Top 10 Supply Chain Risks and How to Manage Them

Supply Chain Risks

Supply chain risks are a big part of the business world. But what exactly are they?

Supply chain risks refer to the possibility that a product or service will be unavailable or improperly prepared. This could happen due to problems with production, transportation, or storage. It can also occur as a result of natural disasters like hurricanes and earthquakes (which can cause delays in shipping).

Your supply chain is not a simple part of your business operations. Companies that make everything from computers to cars know that optimizing your inputs and how they interact can give you a competitive advantage.

There are many opportunities to reduce costs and increase margins in your supply chain…from distant factories to your warehouse shelf.

These same companies discovered that a tight supply chain can pose risks. Relying too heavily on one source can make it expensive but also make it fragile. If you can beat the price of one product, your supplier will value you less and may be more willing to work with you. IP issues can also mean that your original design could end up in a bestselling product.

The risks are increasing with 2023 just around the corner. It’s crucial to identify emerging risks in the aftermath of a pandemic. There will be turbulence in Europe, and a slowdown in Asia.

This is why we have created this guide on supply chain risks and strategies to manage them.

Internal risks – The ones that are already present
External risks – Looking outside
Existential risks – The world-changing events

Internal risks

Your supply chain planning includes internal risks. These are often more visible and therefore easier to manage. They are still dangerous for your business. These are the main ones:

1. Production control risks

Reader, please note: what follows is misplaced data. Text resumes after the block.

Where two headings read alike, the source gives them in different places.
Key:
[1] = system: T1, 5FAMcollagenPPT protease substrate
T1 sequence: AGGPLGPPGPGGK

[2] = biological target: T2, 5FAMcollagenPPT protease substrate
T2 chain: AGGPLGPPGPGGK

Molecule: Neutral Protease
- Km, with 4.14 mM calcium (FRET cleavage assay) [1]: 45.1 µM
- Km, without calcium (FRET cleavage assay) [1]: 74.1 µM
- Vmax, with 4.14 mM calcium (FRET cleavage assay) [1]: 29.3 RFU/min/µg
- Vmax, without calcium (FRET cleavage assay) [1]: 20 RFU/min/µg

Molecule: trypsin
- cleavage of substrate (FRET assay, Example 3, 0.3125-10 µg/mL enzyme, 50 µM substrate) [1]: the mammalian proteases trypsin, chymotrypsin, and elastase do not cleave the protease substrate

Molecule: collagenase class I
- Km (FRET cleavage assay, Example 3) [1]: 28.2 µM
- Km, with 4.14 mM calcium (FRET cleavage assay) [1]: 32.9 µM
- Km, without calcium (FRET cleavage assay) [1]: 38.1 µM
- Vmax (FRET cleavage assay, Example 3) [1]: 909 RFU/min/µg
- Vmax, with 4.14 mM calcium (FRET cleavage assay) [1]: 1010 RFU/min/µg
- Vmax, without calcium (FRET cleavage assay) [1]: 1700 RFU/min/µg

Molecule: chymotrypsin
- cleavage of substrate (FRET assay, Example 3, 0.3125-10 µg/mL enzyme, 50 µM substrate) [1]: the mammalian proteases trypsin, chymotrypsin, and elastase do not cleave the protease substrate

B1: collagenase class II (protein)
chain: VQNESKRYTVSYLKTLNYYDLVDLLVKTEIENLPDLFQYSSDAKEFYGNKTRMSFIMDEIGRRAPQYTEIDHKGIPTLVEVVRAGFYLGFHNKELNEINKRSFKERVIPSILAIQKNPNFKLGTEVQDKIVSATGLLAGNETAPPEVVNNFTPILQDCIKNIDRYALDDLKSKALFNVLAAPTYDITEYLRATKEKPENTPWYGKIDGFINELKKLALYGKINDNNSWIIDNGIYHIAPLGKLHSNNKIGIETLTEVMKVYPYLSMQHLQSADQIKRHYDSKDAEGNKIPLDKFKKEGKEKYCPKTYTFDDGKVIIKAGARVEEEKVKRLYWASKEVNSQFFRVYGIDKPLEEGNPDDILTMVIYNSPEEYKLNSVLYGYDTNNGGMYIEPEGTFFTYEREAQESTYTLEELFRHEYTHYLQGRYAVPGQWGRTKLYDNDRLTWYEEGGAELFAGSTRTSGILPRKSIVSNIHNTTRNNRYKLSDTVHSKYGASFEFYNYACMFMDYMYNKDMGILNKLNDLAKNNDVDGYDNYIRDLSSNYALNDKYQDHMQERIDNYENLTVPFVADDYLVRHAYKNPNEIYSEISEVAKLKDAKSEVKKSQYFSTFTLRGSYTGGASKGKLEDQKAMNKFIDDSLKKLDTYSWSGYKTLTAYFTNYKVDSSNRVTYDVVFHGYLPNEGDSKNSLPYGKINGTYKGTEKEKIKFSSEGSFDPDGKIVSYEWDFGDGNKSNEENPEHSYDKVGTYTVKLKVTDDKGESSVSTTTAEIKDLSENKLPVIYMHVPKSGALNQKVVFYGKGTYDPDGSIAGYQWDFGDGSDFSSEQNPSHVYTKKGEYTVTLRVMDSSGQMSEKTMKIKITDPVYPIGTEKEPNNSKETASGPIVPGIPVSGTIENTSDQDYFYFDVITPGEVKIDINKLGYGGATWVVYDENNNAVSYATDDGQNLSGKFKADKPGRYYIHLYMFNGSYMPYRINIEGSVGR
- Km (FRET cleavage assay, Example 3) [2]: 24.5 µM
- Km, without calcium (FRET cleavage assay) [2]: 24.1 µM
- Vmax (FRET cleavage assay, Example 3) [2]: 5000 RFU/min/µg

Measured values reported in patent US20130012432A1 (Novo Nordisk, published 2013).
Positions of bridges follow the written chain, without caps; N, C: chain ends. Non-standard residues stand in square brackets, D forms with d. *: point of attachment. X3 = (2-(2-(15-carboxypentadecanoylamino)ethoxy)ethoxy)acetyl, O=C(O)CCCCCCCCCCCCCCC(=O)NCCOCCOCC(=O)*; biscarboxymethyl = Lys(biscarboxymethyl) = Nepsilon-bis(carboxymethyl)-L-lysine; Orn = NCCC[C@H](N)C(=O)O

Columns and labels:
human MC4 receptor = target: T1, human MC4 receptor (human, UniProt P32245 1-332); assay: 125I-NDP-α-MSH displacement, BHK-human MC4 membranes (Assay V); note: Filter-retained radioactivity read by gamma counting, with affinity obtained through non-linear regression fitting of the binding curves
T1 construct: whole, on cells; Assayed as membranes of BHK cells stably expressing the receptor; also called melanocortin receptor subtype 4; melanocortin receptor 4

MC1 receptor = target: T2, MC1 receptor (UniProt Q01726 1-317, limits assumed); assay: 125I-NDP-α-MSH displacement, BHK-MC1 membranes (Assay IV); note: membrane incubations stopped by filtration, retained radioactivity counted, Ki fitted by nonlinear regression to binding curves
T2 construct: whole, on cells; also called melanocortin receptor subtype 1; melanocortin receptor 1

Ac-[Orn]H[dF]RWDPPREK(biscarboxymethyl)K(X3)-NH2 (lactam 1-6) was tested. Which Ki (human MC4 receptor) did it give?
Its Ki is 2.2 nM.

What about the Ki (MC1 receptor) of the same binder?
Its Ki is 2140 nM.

Quality is the core of any manufacturer. A small industrial unit might take in parts from 100 suppliers around the globe. However, a change in a product parameter or material limitation could render that part ineffective in your final product. This change might not be your fault, but it will be your problem.

This adds to the burden of quality control. If you source from an outside supplier and haven’t done so in a while, audit your supplier list to see if parts have changed in the specification, increased in cost without increasing quality, or been quietly substituted with “equivalents” you never agreed to.

Different in 2023: After years of disruption and pandemics, the global manufacturing sector is facing a severe skills shortage, including in China, the workshop of the universe. Raw materials cost more and there are more bidders to make the products – This could leave you out of pocket if your price limit is higher than that of a competitor. Now is the time to make sure.

Also read: Production Scheduling: What It Is, Stages and Software

2. Business information risks

Information is the key to a smooth supply chain. Information is essential for a supply chain to function smoothly. The more interactions there are, the more information you will need. You’ll likely find information gaps if you only look at one process within your supplier network. This is because the information you need is either not available or in the wrong format.